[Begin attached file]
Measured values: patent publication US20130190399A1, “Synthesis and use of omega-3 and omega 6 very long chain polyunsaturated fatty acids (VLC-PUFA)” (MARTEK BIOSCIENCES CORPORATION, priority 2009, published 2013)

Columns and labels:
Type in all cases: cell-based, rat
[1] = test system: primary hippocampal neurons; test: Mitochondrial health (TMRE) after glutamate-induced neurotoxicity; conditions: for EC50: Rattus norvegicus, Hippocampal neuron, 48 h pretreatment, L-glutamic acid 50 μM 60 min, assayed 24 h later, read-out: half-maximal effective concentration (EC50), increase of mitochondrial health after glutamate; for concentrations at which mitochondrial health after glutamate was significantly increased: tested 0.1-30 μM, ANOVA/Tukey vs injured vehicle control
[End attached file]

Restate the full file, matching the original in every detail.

Measured values: patent publication US20130190399A1, “Synthesis and use of omega-3 and omega 6 very long chain polyunsaturated fatty acids (VLC-PUFA)” (MARTEK BIOSCIENCES CORPORATION, priority 2009, published 2013)

Columns and labels:
Type in all cases: cell-based, rat
[1] = test system: primary hippocampal neurons; test: Mitochondrial health (TMRE) after glutamate-induced neurotoxicity; conditions: for EC50: Rattus norvegicus, Hippocampal neuron, 48 h pretreatment, L-glutamic acid 50 μM 60 min, assayed 24 h later, read-out: half-maximal effective concentration (EC50), increase of mitochondrial health after glutamate; for concentrations at which mitochondrial health after glutamate was significantly increased: tested 0.1-30 μM, ANOVA/Tukey vs injured vehicle control